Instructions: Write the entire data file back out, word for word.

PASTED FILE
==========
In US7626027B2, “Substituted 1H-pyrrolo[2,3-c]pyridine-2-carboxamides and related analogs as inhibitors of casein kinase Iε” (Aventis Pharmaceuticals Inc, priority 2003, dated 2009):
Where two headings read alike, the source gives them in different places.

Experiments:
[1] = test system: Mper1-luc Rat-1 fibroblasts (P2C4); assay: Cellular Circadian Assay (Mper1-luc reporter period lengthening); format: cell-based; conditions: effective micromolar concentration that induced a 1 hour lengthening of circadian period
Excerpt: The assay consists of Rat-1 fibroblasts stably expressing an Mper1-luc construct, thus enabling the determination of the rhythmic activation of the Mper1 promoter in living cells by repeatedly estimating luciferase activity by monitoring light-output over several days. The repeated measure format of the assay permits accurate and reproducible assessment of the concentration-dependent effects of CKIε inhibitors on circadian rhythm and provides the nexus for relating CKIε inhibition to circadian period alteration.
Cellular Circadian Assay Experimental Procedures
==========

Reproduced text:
In US7626027B2, “Substituted 1H-pyrrolo[2,3-c]pyridine-2-carboxamides and related analogs as inhibitors of casein kinase Iε” (Aventis Pharmaceuticals Inc, priority 2003, dated 2009):
Where two headings read alike, the source gives them in different places.

Experiments:
[1] = test system: Mper1-luc Rat-1 fibroblasts (P2C4); assay: Cellular Circadian Assay (Mper1-luc reporter period lengthening); format: cell-based; conditions: effective micromolar concentration that induced a 1 hour lengthening of circadian period
Excerpt: The assay consists of Rat-1 fibroblasts stably expressing an Mper1-luc construct, thus enabling the determination of the rhythmic activation of the Mper1 promoter in living cells by repeatedly estimating luciferase activity by monitoring light-output over several days. The repeated measure format of the assay permits accurate and reproducible assessment of the concentration-dependent effects of CKIε inhibitors on circadian rhythm and provides the nexus for relating CKIε inhibition to circadian period alteration.
Cellular Circadian Assay Experimental Procedures